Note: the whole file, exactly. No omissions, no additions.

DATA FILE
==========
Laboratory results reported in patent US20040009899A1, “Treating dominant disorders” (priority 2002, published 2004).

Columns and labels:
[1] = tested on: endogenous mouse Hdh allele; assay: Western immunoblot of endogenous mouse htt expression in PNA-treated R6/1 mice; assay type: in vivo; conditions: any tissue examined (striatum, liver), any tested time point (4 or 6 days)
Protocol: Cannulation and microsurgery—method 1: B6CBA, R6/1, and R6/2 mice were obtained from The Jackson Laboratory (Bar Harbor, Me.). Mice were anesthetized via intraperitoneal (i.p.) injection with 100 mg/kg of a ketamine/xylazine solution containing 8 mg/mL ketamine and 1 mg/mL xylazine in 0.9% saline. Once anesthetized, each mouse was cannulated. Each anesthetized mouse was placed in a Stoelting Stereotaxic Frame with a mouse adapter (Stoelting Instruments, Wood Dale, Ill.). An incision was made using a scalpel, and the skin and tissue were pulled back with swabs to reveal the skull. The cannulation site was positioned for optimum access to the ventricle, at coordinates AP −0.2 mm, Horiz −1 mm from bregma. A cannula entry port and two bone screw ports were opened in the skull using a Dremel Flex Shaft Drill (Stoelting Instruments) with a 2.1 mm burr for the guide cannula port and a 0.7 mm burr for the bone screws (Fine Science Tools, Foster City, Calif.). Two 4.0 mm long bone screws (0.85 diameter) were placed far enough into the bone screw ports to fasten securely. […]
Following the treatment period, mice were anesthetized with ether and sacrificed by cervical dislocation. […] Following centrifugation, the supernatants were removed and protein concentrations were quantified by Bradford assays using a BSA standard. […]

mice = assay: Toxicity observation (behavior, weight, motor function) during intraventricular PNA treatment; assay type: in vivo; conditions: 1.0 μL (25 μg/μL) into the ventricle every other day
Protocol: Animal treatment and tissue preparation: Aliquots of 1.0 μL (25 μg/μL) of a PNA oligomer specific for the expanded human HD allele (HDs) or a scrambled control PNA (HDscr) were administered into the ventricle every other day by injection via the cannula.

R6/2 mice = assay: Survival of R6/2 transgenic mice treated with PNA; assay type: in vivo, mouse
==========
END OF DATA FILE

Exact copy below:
Laboratory results reported in patent US20040009899A1, “Treating dominant disorders” (priority 2002, published 2004).

Columns and labels:
[1] = tested on: endogenous mouse Hdh allele; assay: Western immunoblot of endogenous mouse htt expression in PNA-treated R6/1 mice; assay type: in vivo; conditions: any tissue examined (striatum, liver), any tested time point (4 or 6 days)
Protocol: Cannulation and microsurgery—method 1: B6CBA, R6/1, and R6/2 mice were obtained from The Jackson Laboratory (Bar Harbor, Me.). Mice were anesthetized via intraperitoneal (i.p.) injection with 100 mg/kg of a ketamine/xylazine solution containing 8 mg/mL ketamine and 1 mg/mL xylazine in 0.9% saline. Once anesthetized, each mouse was cannulated. Each anesthetized mouse was placed in a Stoelting Stereotaxic Frame with a mouse adapter (Stoelting Instruments, Wood Dale, Ill.). An incision was made using a scalpel, and the skin and tissue were pulled back with swabs to reveal the skull. The cannulation site was positioned for optimum access to the ventricle, at coordinates AP −0.2 mm, Horiz −1 mm from bregma. A cannula entry port and two bone screw ports were opened in the skull using a Dremel Flex Shaft Drill (Stoelting Instruments) with a 2.1 mm burr for the guide cannula port and a 0.7 mm burr for the bone screws (Fine Science Tools, Foster City, Calif.). Two 4.0 mm long bone screws (0.85 diameter) were placed far enough into the bone screw ports to fasten securely. […]
Following the treatment period, mice were anesthetized with ether and sacrificed by cervical dislocation. […] Following centrifugation, the supernatants were removed and protein concentrations were quantified by Bradford assays using a BSA standard. […]

mice = assay: Toxicity observation (behavior, weight, motor function) during intraventricular PNA treatment; assay type: in vivo; conditions: 1.0 μL (25 μg/μL) into the ventricle every other day
Protocol: Animal treatment and tissue preparation: Aliquots of 1.0 μL (25 μg/μL) of a PNA oligomer specific for the expanded human HD allele (HDs) or a scrambled control PNA (HDscr) were administered into the ventricle every other day by injection via the cannula.

R6/2 mice = assay: Survival of R6/2 transgenic mice treated with PNA; assay type: in vivo, mouse